1. manicottiK's Avatar
    As the "fighting" continues over hamburgers and other UI and UX changes, can we have a constructive discussion on ways that Microsoft or third party developers might 1) increase user familiarity and initial comfort, 2) maintain an effective user experience, and 3) provide some form of consistency (logical or representational) among the size platforms (desktop, laptop, tablet, phone)?

    I'm not looking for "hamburgers suck" or "Metro sucks," but rather creative and constructive ideas followed by rational critiques and suggestions about them.
    02-14-2015 10:02 AM
  2. Harrie-S's Avatar
    I am not sure of this includes what you were thinking of.
    But I saw the CALCULATOR and the ALARMS apps. I think that this kind of "native" apps decrease the need of "a lot" of 3rd party apps.
    Or in other words will windows 10 decrease the app gap "problem"?
    02-14-2015 10:11 AM
  3. Legoboyii's Avatar
    As the "fighting" continues over hamburgers and other UI and UX changes, can we have a constructive discussion on ways that Microsoft or third party developers might 1) increase user familiarity and initial comfort, 2) maintain an effective user experience, and 3) provide some form of consistency (logical or representational) among the size platforms (desktop, laptop, tablet, phone)?

    I'm not looking for "hamburgers suck" or "Metro sucks," but rather creative and constructive ideas followed by rational critiques and suggestions about them.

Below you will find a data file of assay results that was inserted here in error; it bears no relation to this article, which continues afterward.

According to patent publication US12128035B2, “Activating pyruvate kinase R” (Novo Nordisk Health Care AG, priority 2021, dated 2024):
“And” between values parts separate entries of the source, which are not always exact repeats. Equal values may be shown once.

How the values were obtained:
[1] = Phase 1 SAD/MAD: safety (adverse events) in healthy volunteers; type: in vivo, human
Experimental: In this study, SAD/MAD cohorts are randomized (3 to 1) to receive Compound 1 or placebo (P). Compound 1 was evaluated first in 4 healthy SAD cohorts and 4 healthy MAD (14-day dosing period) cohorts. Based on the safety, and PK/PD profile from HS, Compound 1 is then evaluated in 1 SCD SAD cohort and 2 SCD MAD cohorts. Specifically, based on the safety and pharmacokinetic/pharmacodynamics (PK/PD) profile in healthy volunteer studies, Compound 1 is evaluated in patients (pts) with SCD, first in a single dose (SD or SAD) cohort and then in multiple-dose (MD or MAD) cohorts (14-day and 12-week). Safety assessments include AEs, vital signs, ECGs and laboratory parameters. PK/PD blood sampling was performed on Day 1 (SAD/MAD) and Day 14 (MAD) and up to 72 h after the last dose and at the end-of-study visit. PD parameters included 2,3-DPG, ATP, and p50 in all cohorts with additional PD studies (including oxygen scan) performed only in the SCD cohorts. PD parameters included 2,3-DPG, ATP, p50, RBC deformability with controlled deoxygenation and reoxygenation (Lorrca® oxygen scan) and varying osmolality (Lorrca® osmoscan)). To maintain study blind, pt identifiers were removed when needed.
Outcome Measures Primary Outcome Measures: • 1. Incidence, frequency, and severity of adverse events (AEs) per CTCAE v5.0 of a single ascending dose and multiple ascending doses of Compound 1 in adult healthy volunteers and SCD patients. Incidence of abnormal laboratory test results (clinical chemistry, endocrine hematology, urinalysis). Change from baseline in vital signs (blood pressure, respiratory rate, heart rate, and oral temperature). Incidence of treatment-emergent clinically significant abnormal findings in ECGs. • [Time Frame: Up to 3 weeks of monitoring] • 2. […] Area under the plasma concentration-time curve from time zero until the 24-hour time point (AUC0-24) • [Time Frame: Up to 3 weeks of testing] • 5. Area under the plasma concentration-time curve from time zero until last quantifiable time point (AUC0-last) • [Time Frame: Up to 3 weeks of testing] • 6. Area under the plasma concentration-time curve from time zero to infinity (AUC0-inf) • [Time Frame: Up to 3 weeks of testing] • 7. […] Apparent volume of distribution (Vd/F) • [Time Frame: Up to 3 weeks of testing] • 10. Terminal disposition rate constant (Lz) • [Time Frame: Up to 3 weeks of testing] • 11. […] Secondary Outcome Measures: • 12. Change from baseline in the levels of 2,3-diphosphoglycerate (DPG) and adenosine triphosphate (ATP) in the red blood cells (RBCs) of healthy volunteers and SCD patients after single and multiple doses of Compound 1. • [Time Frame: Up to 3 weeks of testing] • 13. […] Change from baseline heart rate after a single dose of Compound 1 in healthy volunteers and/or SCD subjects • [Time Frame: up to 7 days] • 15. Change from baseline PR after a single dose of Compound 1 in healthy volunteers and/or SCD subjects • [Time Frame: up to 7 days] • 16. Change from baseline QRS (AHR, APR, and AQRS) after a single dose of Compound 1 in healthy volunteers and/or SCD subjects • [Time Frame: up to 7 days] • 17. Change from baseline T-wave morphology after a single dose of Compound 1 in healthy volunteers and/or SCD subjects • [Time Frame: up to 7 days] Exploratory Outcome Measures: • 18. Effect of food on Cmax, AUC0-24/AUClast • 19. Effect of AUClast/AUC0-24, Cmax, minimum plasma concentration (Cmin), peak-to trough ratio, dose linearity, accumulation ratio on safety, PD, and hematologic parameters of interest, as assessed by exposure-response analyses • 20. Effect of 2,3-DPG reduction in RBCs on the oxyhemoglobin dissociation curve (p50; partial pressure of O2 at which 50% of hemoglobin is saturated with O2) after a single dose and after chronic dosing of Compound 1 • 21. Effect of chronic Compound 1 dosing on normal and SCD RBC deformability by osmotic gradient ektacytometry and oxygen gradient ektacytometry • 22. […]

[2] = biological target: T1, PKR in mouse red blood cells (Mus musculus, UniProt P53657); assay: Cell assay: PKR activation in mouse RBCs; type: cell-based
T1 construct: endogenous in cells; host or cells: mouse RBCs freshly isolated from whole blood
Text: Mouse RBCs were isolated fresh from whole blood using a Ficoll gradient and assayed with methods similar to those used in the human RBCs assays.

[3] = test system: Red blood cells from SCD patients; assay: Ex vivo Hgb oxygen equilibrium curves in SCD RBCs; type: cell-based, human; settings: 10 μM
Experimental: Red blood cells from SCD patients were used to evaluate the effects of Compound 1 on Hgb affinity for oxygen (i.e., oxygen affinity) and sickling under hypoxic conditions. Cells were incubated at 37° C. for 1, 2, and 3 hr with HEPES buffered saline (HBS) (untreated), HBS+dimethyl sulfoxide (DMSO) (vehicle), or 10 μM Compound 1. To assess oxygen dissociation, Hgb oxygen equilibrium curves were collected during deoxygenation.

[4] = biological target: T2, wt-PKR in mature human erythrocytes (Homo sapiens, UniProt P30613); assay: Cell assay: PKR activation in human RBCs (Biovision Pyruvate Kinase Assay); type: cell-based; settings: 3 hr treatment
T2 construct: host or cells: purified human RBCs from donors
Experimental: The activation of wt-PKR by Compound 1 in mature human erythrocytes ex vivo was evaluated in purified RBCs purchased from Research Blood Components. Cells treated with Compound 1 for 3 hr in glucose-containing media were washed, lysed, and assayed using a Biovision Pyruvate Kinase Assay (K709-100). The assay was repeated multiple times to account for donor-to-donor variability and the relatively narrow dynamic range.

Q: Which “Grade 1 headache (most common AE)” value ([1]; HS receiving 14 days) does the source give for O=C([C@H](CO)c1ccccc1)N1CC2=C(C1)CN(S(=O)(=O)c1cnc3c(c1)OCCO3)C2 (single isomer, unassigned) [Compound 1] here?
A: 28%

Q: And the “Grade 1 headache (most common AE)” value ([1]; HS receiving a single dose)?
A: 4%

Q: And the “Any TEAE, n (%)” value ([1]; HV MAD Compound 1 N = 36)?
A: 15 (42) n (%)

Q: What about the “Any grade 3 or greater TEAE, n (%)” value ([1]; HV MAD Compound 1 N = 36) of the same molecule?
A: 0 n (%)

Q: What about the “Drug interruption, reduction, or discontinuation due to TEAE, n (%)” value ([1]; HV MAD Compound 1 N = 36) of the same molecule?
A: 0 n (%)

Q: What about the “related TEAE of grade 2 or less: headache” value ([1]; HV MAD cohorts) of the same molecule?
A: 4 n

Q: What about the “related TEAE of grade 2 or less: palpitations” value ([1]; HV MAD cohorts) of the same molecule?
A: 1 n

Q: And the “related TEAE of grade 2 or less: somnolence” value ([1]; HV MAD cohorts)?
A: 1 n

They should just explain why they are going this route and putting hamburger buttons everywhere instead of just shoving this change down everyone's throats. They are really bad at explaining why, they either do it or don't usually...
    Alfa Kapa likes this.
    02-14-2015 10:14 AM
  4. manicottiK's Avatar
    I am not sure of this includes what you were thinking of. But [the new] "native" apps decrease the need of "a lot" of 3rd party apps. Or in other words will windows 10 decrease the app gap "problem"?
    It's true that some of the new apps are more feature rich, but that isn't what I meant. I think that I'm looking for discussions on UI/design patterns that will help the phone remain effective, build cohesion with the tablet/laptop/desktop side of the platform, and invite new users in.

    While I like Metro and think that it's effective, others disagree. We -- and the development community -- don't even yet agree on what a hamburger menu is for. With something that important unsettled, figuring out where to place it or what goes inside it is putting the cart before the horse.

    Let me ask two key questions: what should go in a hamburger and how accessible do those things need to be? Some say that hamburgers are for settings, some say it's for seldom-used things. If so, why do we give such infrequently used things some prominence on the screen and why give it a full gesture (i.e., swipe in from the side)? However, if you are one who thinks that the hamburger should contain a major navigation for the app, then giving it a prime piece of real estate, making it persistent across all pages, or giving it a gesture makes sense -- but it also means rethinking the entire navigational model of virtually all WP (and some W8) apps built so far.